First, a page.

Single market needed for workers rights, Plaid Cymru say
Britain needs to remain in the single market to maintain workers rights, a Plaid Cymru MP has claimed.
MPs from the party, with colleagues from the Greens, the Liberal Democrats and the SNP met TUC general secretary Frances O'Grady on Tuesday.
Liz Saville Roberts said rights over holiday time, sick pay and maternity leave were "up for grabs".
A UK government spokesman said it has committed not to roll back workers' rights.
Brexiteer AM Mandy Jones said the UK's set of workers rights were already to a higher standard than most of the EU.
Some of the UK's employment law derives from the EU - but the UK had regulations in place on holiday pay prior to its EU membership.
The UK government wants to leave the single market and the customs union.
The Plaid MP said: "What we know really from Wales is that people want good jobs, they want stable jobs, they want them close to home.
"They want their children to be able to have homes and to have families. So we need to be able to make sure that the jobs are here and membership not just of the customs union but of the single market because of workers' rights.
"We're talking about holidays, about sick pay, about maternity leave... those are all up for grabs now".
She said Labour had been invited to the cross-party "summits" on Brexit but have chosen not to take part.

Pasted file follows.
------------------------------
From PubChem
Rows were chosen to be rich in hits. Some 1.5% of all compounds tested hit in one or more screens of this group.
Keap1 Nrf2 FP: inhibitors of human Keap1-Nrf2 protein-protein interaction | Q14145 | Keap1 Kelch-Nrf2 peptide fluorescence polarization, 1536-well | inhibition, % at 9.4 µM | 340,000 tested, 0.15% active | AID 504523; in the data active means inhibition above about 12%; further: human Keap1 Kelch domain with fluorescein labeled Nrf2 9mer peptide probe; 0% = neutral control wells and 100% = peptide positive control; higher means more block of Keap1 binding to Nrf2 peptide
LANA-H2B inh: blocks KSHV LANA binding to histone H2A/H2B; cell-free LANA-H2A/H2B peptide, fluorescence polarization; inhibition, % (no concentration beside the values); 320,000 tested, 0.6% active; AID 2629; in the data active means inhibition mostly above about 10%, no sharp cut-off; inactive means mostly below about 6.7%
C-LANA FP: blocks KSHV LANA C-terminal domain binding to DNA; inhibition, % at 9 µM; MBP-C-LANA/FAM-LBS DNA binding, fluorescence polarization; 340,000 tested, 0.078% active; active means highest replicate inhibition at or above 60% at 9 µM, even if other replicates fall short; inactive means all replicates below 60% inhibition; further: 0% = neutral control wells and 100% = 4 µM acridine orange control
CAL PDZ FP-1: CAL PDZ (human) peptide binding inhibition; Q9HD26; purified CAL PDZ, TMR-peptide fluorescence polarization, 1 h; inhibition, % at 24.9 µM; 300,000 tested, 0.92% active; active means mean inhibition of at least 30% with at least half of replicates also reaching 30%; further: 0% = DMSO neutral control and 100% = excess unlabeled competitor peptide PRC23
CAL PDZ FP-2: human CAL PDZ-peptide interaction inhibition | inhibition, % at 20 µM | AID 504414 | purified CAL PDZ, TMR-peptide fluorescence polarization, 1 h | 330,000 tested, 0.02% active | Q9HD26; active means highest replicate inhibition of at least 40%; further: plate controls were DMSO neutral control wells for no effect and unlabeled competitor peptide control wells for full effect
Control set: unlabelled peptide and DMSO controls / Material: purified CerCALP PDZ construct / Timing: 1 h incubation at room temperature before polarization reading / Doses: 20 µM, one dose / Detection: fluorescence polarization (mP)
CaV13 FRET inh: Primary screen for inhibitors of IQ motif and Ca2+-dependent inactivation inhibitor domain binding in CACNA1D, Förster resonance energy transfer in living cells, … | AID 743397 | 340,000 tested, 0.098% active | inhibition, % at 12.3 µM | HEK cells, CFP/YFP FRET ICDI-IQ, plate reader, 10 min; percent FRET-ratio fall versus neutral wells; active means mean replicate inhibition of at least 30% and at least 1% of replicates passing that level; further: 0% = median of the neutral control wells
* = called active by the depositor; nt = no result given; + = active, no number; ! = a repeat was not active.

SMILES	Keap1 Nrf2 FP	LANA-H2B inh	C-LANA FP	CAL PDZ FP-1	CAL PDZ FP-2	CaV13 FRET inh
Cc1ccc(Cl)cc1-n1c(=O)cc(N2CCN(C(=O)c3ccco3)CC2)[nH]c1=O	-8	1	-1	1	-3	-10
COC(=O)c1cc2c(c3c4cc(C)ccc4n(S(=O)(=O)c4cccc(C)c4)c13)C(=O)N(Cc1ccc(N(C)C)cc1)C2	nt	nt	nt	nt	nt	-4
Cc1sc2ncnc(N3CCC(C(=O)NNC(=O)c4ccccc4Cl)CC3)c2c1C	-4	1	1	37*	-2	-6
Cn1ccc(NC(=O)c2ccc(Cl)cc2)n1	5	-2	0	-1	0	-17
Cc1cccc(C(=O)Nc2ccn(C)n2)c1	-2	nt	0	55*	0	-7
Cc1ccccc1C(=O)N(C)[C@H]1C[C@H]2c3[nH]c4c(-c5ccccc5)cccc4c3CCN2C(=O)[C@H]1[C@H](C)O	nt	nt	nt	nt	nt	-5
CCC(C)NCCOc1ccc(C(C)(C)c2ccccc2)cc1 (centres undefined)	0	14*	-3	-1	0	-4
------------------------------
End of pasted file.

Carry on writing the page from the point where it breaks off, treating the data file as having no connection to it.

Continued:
Ms O'Grady said some Conservative MPs wanted to use Brexit to "get-rid" of workers' rights that should instead be protected in any deal with the EU.
She said: "The prime minister has promised that workers' rights will be protected but of course many members of her cabinet and in her ranks say quite the opposite.
"We saw that recent attack in some of the Sunday papers on the working time directive that protects millions of workers in providing minimum standards on holidays, rest breaks and protection for night workers."
Mandy Jones, who is a member of UKIP but sits as an independent AM, said all existing EU legislation will be copied across into domestic UK law on the day after Brexit under current plans.
"It also important to remember UK workers' rights are already to a higher standard than most of the EU thanks to the UK parliament," she said.
A UK government spokesman said: "We have firmly committed not to roll back workers' rights, and the government has shown its commitment to extending those rights when this is in the UK's interests.
"This will continue to be the case as we leave the European Union."